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Aims and Assessment



  • The module will introduce students to the Enlightenment, a movement of ideas c.1650-c.1800 that has been seen as the providing the foundation of modernity.
  • The module will introduce students to a multi-discplinary approach, drawing on expertise from across different departments in the humanities and social sciences for its lectures.
  • The module will offer undergraduate students some of the research expertise located in the Eighteenth Century Centre and the European History Research Centre.
  • The module will seek to explore types of history that students are unlikely to have covered before and also a period (the C18th) which will be unfamiliar to most.
  • The module will deepen students' awareness of the different types of historical sources, including material objects that they will see in the Enlightenment Gallery in the British Museum.
  • The module will ask students to think about the relevance of the past to the present
  • The module will complement "Making of the Modern World (HI153)" which begins with a week on the Enlightenment.
  • The module will complement the core second year History module The European World 1500-1700 and the third year core module Historiography.


Students should read carefully the formal requirements as set out by the Department the Assessment and Submission webpages.

First year students:

Students are assessed by a 1000 word essay plan (17% of total mark), a 2000 word essay developed from the essay plan (33%) and a 3000 word essay on a different topic (50%).

The deadlines are as follows:

- Essay plan: 12pm, Wednesday, week 7, term 1

- 2000 word essay: 12pm, Wednesday, week 3, term 2.

- 3000 word essay: 12pm, 8th May

The essay plan and first essay will focus on one of the listed primary texts (click here) Each text is followed by a list of questions about it. Choose one of these questions, and use it for your plan and subsequently for the first essay.

For the essay plan you should read the text, chose your question and write:

1. an introductory paragraph that addresses the question so that it is clear how you understand the issue that the question raises and that you take yourself to be answering.

2. The essay plan should then identify a series of points you want to address more fully in the subsequent paragraphs - essentially, for the plan, write the topic sentence (the opening sentence of a paragraph that sets out what the paragraph will discuss) and then give a brief gloss about what will each paragraph will argue.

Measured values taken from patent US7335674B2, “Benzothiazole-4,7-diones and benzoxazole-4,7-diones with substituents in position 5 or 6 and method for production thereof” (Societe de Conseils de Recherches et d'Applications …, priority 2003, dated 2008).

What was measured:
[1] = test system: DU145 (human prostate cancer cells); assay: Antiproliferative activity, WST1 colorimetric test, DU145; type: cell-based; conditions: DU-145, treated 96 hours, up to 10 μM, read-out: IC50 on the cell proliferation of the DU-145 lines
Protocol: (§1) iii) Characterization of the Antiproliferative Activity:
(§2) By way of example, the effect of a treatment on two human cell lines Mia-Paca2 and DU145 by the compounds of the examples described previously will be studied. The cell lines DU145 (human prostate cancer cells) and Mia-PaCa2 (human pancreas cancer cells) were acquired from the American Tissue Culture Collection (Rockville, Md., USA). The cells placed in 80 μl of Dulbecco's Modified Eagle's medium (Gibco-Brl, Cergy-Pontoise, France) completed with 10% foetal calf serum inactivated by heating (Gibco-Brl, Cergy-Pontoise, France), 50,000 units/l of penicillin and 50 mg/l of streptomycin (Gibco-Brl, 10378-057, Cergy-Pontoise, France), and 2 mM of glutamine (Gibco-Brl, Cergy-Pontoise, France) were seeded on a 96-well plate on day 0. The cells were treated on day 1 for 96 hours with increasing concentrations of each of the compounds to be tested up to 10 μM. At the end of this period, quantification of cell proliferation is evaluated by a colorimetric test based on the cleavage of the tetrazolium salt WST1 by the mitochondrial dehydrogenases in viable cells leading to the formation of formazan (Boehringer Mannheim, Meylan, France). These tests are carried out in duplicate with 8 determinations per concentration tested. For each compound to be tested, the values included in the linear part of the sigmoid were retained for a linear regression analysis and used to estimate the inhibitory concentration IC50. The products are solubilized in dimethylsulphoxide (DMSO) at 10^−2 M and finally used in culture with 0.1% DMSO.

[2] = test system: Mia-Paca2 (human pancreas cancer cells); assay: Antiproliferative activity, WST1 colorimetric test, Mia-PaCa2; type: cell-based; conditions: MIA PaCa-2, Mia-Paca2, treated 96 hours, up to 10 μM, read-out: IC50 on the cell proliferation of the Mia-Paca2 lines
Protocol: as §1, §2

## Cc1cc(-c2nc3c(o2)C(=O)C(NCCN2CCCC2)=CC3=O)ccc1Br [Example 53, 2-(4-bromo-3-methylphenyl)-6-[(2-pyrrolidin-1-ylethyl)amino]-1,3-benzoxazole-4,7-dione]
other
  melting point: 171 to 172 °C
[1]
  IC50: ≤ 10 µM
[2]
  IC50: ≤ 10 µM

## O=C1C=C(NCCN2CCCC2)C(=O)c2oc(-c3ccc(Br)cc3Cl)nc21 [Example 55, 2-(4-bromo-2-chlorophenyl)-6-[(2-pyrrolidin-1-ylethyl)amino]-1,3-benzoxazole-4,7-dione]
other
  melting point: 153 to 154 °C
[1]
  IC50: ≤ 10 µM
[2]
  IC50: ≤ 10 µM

3. These sketchy paragraphs should try and identify sections in your primary source that you want to refer to and that you think will help you in making your case. You may also show awareness of secondary literature and historiographic disputes as they relate to the question you are tackling. Remember that if you quote sources you should use quotation marks and cite the source, or you should put things in your own words. And when you quote, follow this by saying what you think the quote shows (so as to make clear how you are interpreting it, and how you want your reader to interpret it).

4.Then try to suggest what kind of conclusion you hope to draw (where you link that conclusion carefully to the question you have chosen to tackle.)

The second assignment will be a 2,000 word that will develop the essay plan from term 1.

The third and final piece of submitted work is a 3,000 word assessed essay. A list of essay titles may be found here. An alternative title may be negotiated with the course leader.

Essay plans and essays should be submitted according to the specifications of the Department, via tabula.

The long, formally assessed essay of 3000 words must be handed in by the deadline announced by the department for all assessed work. With the longer essay you should try to investigate a question in more depth than was possible for the shorter, formative essays and also incorporate some reflection on primary literature (either material we have studied in class or feel free to range more widely in other texts -see the bibliography for collections of primary sources and also help with secondary reading). You can choose a title from the list of questions but you can also negotiate a different title with your seminar tutor. There will be an additional lecture in week 9, Term 2, providing advice and guidance on the long essay - please check the time and location on the course outline.

PLEASE NOTE: you should submit an electronic version of all your work via Tabula, since it will be put through the department's anti-plagiarism software. You should use a cover sheet for all your work. Details on how to submit the essays and deadlines for submisson can be found on the Assessment and Submission webpages.

Deadlines for Visiting Students

Please note that these may differ from the above and will be as follows:

Full year students taking 30 CATS modules will complete the same assessment as home students

One term visiting students on 30 CATS modules (achieving 15 CATS):
1,000 word essay plan (25%) due Wednesday Week 5
3,000 word essay developed from the essay plan (75%) due Wednesday Week 10

Two term visiting students on 30 CATS modules (achieving 24 CATS):
1,000 word essay plan (17%) due Wednesday Week 7 of Term 1
2,000 word essay developed from the essay plan (33%) due Wednesday Week 3 of Term 2
2,500 word essay (50%) due Wednesday Week 10 of Term 2